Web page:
By Jordan Lee
On Friday, Judge David Reed of the Yolo County Superior Court sentenced a 17-year-old teenager from Davis to 52 years of state prison. However, because he committed the crime as a juvenile, he will be eligible for parole in 25 years. He will be 42 years old.
Judge Reed during his sentencing comments noted that Daniel Marsh was proud of what he did and mutilated the victims due to morbid curiosity. He said that, while there was always the possibility and potential for rehabilitation, he was unwilling to give Mr. Marsh a reduced sentence of 25 years to life, as Deputy Public Defender Ron Johnson had argued for.
Assistant Chief Deputy DA Michael Cabral had on the other hand argued to the judge that in his 28 years as a prosecutor, he had never seen such a heinous and reprehensible act. He said that Mr. Marsh had “an evil soul.” He argued, “This case screams out for 52 years to life. Nothing else would be appropriate.”
In 2013, Daniel Marsh was charged with the first-degree murder of 87-year-old Oliver Northup and 76-year-old Claudia Maupin, while they were sleeping in their Davis home. The jury found him guilty on two first-degree murder charges with enhancements of an assault with a deadly weapon, lying and waiting, and torture.
Mr. Marsh, during an interrogation by police, said that in April of 2013, he wandered the south Davis neighborhood until he found an open window. He entered the house with the intent to murder. Finding the victims asleep, he stood there for ten minutes until Claudia Maupin awoke. He then sprang at her and stabbed her and her husband repeatedly. He testified, saying, “The old lady just would not die.”
Crime scene investigators later found the two bodies with organs eviscerated from the bodies. They even found Claudia Maupin’s cellular phone lodged into her stomach. He later told investigators that “it felt right,” “it felt amazing,” and “it felt great.” Mr. Marsh was a 15-years-old at the time of the murder.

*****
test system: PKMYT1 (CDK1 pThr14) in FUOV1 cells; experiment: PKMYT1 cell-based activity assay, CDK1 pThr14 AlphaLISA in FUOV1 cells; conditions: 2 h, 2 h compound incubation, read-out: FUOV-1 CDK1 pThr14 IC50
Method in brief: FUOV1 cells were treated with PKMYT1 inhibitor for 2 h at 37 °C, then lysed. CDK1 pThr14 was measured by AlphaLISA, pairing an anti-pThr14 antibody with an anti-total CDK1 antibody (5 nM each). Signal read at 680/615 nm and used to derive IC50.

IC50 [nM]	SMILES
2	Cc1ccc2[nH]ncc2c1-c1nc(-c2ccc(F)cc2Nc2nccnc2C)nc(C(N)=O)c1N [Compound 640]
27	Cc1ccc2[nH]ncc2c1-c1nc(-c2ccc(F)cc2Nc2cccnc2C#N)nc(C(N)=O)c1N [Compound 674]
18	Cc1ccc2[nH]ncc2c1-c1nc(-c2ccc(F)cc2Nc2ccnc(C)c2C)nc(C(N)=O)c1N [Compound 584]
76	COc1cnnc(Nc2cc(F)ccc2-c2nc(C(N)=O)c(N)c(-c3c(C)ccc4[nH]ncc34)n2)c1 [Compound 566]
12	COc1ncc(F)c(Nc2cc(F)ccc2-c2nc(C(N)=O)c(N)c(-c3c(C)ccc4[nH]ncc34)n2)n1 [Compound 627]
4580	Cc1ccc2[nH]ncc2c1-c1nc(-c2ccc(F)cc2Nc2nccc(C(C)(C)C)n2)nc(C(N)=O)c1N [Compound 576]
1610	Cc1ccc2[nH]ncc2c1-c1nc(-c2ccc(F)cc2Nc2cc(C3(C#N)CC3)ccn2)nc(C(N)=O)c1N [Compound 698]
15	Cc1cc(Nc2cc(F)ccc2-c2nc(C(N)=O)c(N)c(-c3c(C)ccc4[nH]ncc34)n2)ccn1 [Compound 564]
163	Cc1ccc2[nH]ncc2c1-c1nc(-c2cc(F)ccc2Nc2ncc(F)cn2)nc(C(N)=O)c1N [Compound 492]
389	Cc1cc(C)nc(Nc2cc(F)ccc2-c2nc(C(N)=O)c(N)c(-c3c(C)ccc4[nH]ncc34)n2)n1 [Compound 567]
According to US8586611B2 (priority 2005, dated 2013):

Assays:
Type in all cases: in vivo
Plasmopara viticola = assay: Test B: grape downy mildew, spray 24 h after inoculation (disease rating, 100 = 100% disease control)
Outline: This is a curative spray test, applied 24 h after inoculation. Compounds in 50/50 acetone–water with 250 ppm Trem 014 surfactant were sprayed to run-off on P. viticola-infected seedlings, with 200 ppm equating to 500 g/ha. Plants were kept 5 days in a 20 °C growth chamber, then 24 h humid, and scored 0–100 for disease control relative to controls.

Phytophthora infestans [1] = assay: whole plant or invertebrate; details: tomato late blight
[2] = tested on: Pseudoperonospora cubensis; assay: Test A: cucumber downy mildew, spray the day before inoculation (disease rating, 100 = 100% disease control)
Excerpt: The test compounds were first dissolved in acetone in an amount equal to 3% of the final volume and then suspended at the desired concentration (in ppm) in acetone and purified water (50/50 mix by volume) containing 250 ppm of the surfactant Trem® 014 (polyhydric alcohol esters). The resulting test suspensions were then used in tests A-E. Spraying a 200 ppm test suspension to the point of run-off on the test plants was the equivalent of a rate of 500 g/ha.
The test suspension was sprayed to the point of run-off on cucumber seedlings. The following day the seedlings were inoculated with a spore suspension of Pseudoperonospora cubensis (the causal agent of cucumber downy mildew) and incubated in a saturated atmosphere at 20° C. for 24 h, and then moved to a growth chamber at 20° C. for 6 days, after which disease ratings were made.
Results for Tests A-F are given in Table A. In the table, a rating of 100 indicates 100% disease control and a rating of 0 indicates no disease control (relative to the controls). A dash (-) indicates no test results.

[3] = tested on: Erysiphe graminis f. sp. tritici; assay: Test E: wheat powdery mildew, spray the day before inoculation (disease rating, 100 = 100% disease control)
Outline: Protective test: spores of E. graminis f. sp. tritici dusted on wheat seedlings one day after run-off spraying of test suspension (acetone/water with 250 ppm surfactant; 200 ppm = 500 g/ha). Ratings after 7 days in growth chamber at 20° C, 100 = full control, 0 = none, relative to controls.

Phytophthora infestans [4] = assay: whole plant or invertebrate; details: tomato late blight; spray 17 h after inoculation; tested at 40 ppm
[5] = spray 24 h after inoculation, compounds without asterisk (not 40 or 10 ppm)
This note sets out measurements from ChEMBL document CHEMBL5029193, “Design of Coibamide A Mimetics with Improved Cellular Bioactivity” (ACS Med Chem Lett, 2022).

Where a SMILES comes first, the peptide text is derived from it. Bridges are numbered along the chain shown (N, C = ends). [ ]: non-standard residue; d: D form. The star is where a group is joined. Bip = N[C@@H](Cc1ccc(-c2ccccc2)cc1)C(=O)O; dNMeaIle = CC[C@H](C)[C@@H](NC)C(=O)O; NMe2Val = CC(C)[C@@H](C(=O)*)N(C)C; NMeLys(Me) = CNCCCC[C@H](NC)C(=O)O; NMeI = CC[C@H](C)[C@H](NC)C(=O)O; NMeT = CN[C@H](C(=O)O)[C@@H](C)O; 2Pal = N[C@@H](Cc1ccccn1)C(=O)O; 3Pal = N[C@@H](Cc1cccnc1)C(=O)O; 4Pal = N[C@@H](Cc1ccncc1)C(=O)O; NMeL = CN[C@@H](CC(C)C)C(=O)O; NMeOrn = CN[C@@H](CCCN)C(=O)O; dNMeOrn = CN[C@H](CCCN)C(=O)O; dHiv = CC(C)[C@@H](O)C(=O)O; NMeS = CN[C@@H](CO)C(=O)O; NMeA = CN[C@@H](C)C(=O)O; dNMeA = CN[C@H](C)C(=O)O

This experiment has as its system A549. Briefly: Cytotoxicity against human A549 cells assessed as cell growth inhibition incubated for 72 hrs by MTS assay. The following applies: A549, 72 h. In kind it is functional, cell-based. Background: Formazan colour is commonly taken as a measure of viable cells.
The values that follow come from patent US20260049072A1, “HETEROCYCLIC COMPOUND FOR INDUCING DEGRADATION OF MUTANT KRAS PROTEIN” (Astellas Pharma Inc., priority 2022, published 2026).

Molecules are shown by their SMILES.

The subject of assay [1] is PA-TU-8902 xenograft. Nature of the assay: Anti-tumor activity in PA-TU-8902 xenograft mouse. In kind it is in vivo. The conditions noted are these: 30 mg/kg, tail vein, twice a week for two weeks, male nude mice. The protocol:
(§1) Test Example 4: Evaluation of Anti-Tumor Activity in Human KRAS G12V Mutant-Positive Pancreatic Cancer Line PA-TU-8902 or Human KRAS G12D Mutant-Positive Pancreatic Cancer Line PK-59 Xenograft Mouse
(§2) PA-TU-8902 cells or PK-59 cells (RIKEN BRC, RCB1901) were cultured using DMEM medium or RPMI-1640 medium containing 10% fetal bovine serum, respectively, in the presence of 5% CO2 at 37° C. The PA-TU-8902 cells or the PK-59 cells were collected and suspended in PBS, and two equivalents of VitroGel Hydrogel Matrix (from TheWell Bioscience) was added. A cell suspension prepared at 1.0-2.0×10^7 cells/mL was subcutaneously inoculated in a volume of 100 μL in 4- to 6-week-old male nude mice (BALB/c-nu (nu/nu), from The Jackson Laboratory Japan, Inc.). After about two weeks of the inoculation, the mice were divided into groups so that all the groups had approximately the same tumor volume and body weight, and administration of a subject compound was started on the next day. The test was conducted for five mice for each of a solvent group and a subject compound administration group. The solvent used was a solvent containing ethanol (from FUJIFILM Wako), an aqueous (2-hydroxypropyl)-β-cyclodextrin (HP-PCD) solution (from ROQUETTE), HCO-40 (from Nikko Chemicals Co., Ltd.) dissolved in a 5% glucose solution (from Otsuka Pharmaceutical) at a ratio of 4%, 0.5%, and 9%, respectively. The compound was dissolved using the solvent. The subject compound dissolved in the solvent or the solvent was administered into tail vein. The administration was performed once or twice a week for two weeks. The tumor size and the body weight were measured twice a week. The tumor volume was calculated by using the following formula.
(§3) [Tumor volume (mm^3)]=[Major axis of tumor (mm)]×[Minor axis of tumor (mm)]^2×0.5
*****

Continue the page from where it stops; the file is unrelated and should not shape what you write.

Deputy District Attorney Amanda Zambor stated in her opening that Marsh’s actions on that night were “calculating, cunning and sadistic.” DDA Cabral stated that Marsh took pleasure in torturing the two victims, “bragging about the crime to friends.”
Mr. Marsh’s attorney argued that his mental health was a factor in this case and asked for a lesser sentence. His attorney asserted that Mr. Marsh is still a young child who deserves at least the opportunity to reform himself. Judge Reed found insufficient evidence of insanity, but took note of Mr. Marsh’s age.
After the murder phase was over, jurors had to determine Marsh’s sanity during the commission of the crimes. It took jurors a little over two hours to decide that Marsh was sane at the time.
A few jurors were seen to be shedding tears as the clerk read the verdict.
During the four-week trial, several doctors, psychiatrists, psychologists, therapists and counselors took the stand to talk about Marsh’s background and his state of mind for the previous couple of years.
Medical and mental health witnesses, including those designated as experts by the court, had contradicting theories as to Marsh’s mindset, some stating, “He was playing up his statements for the NGI [not guilty by reason of insanity] defense.”
But other health professionals who testified said that Marsh could very well have been in a “dissociative state during the commission [of the acts].” Even the state’s forensic doctor could not rule out the possibility of a “dissociative state,” opining that the possibility had just not been looked into further.
Marsh had expressed his suicidal and homicidal thoughts for a period of at least two years before the deaths of the elderly couple. But, keeping confidentiality, health professionals did not report it to the police.
Defense attributed much of Marsh’s actions to the SSRIs (selective serotonin reuptake inhibitors) doctors had prescribed. Deputy Public Defender Johnson expressed to jurors during his closing how the system had failed Marsh, and “we also know that his parents were not on top of things.”
He was tried as an adult and was found by a jury to be guilty on all counts and all enhancements. However, due to his age, Judge Reed stayed enhancements of lying and waiting and torture. The total term was 52 years in state prison.
Mr. Marsh will be sent next month to a state juvenile detention facility. He will be transferred to state prison when he turns 18.